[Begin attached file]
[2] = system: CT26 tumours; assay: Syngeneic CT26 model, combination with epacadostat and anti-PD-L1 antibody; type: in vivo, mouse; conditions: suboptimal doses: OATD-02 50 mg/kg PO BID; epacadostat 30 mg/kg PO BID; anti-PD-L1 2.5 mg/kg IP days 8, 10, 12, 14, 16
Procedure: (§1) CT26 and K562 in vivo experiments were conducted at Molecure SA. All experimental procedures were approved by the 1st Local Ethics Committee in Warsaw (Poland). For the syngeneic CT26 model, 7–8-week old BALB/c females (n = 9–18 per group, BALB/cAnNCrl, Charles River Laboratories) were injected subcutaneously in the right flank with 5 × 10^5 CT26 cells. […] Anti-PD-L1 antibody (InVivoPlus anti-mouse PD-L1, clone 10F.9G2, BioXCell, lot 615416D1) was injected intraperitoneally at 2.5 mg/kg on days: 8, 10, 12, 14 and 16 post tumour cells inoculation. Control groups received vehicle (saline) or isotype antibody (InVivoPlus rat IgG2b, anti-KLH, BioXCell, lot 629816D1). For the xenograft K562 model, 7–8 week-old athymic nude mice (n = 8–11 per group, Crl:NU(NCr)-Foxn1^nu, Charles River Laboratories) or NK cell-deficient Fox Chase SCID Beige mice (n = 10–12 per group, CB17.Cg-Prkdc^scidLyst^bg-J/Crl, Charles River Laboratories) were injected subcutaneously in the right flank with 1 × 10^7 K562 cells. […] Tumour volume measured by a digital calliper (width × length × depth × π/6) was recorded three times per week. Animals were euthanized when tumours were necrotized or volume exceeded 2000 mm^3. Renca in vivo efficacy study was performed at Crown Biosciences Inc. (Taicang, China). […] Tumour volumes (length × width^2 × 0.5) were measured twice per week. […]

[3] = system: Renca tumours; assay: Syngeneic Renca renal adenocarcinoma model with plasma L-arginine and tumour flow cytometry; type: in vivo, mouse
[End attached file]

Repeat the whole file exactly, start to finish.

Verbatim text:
[2] = system: CT26 tumours; assay: Syngeneic CT26 model, combination with epacadostat and anti-PD-L1 antibody; type: in vivo, mouse; conditions: suboptimal doses: OATD-02 50 mg/kg PO BID; epacadostat 30 mg/kg PO BID; anti-PD-L1 2.5 mg/kg IP days 8, 10, 12, 14, 16
Procedure: (§1) CT26 and K562 in vivo experiments were conducted at Molecure SA. All experimental procedures were approved by the 1st Local Ethics Committee in Warsaw (Poland). For the syngeneic CT26 model, 7–8-week old BALB/c females (n = 9–18 per group, BALB/cAnNCrl, Charles River Laboratories) were injected subcutaneously in the right flank with 5 × 10^5 CT26 cells. […] Anti-PD-L1 antibody (InVivoPlus anti-mouse PD-L1, clone 10F.9G2, BioXCell, lot 615416D1) was injected intraperitoneally at 2.5 mg/kg on days: 8, 10, 12, 14 and 16 post tumour cells inoculation. Control groups received vehicle (saline) or isotype antibody (InVivoPlus rat IgG2b, anti-KLH, BioXCell, lot 629816D1). For the xenograft K562 model, 7–8 week-old athymic nude mice (n = 8–11 per group, Crl:NU(NCr)-Foxn1^nu, Charles River Laboratories) or NK cell-deficient Fox Chase SCID Beige mice (n = 10–12 per group, CB17.Cg-Prkdc^scidLyst^bg-J/Crl, Charles River Laboratories) were injected subcutaneously in the right flank with 1 × 10^7 K562 cells. […] Tumour volume measured by a digital calliper (width × length × depth × π/6) was recorded three times per week. Animals were euthanized when tumours were necrotized or volume exceeded 2000 mm^3. Renca in vivo efficacy study was performed at Crown Biosciences Inc. (Taicang, China). […] Tumour volumes (length × width^2 × 0.5) were measured twice per week. […]

[3] = system: Renca tumours; assay: Syngeneic Renca renal adenocarcinoma model with plasma L-arginine and tumour flow cytometry; type: in vivo, mouse